Roundup of latest stuff: Perenety's shift, social anti-phishing & more

Perenety, the PC to PC file-sharing company, has raised $1.6M, and is shifting strategy — We’ll be hearing more from this Sunnyvale start-up soon.

After tooling around with peer to peer file-sharing, the company has decided that doing this while piggy-backing on email or IM just isn’t viral enough — not enough people are interested. Perenety was working on a product that updated you computer whenever a friend adds new content on their end. Pando and AllPeers, other sites which do similar things, might be interesting, but Perenety’s Xavier Casanova tells us such file-sharing isn’t as “explosive” as a “full-fledged communications” (think Skype) tool would be. Stay tuned. He has raised a previously undisclosed $1.6 million from a group including angel investor Ron Conway and Partech.

The Experience Project — A social networking project built around anonymity, so you can share your experiences without revealing yourself. Built by a Stanford student. No one knows your name (no face pictures or names allowed), and people connect based on experiences they’ve had, instead of existing friends. May be an oxymoron (social site without being social), but hey, if cats can communicate online, anyone can!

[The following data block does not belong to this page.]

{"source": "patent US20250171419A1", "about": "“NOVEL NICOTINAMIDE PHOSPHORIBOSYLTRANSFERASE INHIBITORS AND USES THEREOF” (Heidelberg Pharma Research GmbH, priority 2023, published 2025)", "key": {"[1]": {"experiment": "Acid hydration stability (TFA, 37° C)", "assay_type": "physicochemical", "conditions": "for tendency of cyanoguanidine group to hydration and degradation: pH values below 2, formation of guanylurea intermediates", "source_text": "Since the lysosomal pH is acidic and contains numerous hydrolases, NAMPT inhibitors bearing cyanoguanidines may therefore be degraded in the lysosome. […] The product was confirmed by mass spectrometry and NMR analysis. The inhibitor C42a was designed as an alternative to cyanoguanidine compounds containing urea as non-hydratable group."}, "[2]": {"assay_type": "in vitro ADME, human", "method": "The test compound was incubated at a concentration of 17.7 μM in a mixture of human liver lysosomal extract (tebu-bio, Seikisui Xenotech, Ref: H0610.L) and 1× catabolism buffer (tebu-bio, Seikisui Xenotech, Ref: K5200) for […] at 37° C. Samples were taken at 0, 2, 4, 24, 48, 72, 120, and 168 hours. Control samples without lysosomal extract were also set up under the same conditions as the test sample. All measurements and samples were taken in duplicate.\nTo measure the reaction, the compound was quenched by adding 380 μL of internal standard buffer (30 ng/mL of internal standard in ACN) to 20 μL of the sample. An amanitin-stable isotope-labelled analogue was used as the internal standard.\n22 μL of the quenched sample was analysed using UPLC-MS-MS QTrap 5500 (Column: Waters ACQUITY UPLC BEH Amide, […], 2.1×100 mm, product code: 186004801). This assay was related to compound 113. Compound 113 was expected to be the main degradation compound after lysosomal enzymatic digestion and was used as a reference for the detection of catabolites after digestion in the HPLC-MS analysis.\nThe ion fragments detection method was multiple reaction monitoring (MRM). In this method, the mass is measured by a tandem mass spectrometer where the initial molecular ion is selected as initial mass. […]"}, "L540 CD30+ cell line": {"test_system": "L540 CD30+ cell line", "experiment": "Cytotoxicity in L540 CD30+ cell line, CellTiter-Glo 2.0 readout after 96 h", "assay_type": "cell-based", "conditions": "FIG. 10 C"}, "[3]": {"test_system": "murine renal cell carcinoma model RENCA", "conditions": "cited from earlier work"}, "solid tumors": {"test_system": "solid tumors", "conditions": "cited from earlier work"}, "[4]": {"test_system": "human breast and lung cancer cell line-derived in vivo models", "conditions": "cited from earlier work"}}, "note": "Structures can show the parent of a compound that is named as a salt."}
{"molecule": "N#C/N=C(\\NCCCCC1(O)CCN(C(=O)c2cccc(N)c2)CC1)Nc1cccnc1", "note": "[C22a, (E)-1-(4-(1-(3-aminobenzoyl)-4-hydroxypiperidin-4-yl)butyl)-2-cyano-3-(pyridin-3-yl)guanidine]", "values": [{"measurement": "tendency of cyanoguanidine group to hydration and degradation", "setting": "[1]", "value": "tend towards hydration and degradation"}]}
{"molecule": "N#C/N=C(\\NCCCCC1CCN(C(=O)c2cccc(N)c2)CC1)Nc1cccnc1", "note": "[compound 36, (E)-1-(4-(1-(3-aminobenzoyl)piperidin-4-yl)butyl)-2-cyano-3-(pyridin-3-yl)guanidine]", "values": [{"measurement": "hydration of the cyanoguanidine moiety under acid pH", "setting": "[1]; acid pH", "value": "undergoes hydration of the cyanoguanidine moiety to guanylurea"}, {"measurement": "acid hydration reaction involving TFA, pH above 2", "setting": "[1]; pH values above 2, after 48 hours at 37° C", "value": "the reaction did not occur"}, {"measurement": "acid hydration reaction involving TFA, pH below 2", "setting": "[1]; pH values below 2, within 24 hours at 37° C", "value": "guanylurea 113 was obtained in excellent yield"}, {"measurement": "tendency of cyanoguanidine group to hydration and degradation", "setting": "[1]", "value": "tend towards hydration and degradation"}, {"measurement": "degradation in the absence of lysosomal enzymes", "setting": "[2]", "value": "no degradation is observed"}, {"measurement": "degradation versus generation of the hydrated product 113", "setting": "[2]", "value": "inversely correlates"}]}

Social networking for phishingOpenDNS has a new social networking tool to identify phishing, called Phishtank.

LicketyShip launches courier service from local stores — This is a San Francisco start-up that site that lets you order things online from local stores, and then have it delivered to you within four hours. It is focused on electronics, and is charging $19.99. It outsources the delivery to local third party couriers. Question is whether that pricing is too high. If the store is local, a lot of people would prefer just to drive over and get it than pay up. Others — but how many? — will say the service is a no-brainer. The company’s Robert Pazornik tells us most people so far are buying Xboxes, iPods, and printer ink cartridges.

Zeedive launches upside-down auction: The SF-base auction site that sets the price of an item high, and lowers price as time runs out (if you bid the price, you get the item), is finally going live Monday — and says it will donate a portion of the profits it makes to three non-governmental organizations working to stop global warming. Let’s hope it makes some profits. ;) The company says angel backing has fully funded it for a year’s operations.

blog comments powered by Disqus